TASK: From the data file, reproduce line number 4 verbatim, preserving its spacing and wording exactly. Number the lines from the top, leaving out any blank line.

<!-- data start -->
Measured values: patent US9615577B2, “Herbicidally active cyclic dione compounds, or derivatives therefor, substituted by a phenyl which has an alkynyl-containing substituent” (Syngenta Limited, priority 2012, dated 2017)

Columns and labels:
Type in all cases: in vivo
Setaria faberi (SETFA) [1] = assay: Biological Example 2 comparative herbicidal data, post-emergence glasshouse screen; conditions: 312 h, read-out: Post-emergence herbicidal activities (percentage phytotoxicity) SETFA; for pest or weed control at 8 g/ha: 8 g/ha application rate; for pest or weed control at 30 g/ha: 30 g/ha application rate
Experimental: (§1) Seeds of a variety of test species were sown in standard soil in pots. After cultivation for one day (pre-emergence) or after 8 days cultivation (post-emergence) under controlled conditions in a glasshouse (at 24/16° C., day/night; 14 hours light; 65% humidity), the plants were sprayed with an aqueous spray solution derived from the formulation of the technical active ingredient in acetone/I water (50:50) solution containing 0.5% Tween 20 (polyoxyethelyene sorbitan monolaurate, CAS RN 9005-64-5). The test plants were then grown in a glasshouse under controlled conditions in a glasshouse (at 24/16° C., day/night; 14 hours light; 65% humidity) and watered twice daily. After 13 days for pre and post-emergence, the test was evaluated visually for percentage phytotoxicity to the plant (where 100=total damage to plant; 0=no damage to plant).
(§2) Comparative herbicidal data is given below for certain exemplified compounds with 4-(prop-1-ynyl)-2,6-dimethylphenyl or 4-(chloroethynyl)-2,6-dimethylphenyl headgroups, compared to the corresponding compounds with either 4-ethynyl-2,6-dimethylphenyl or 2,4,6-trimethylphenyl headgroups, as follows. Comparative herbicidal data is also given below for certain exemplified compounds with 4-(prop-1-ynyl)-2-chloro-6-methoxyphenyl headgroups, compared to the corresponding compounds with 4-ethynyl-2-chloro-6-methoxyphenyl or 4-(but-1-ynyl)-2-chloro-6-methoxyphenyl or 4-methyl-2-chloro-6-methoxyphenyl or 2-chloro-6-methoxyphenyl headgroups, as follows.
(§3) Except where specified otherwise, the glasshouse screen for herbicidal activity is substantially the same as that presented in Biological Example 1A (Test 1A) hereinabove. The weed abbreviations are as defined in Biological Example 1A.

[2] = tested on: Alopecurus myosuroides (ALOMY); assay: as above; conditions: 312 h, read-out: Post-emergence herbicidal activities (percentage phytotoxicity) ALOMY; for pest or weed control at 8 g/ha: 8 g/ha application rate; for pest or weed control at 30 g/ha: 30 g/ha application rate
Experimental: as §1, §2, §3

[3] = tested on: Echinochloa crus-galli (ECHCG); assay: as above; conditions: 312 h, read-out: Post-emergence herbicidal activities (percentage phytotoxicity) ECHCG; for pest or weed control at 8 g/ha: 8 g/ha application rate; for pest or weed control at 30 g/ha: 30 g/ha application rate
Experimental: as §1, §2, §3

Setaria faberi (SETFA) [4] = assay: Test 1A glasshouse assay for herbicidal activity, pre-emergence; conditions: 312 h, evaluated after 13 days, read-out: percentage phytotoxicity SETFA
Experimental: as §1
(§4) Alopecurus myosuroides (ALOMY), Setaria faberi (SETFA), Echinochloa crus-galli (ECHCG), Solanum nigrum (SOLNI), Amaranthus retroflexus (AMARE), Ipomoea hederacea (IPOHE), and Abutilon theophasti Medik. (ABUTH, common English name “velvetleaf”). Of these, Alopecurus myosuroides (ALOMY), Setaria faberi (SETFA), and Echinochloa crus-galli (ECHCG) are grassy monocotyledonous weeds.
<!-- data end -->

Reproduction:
Setaria faberi (SETFA) [1] = assay: Biological Example 2 comparative herbicidal data, post-emergence glasshouse screen; conditions: 312 h, read-out: Post-emergence herbicidal activities (percentage phytotoxicity) SETFA; for pest or weed control at 8 g/ha: 8 g/ha application rate; for pest or weed control at 30 g/ha: 30 g/ha application rate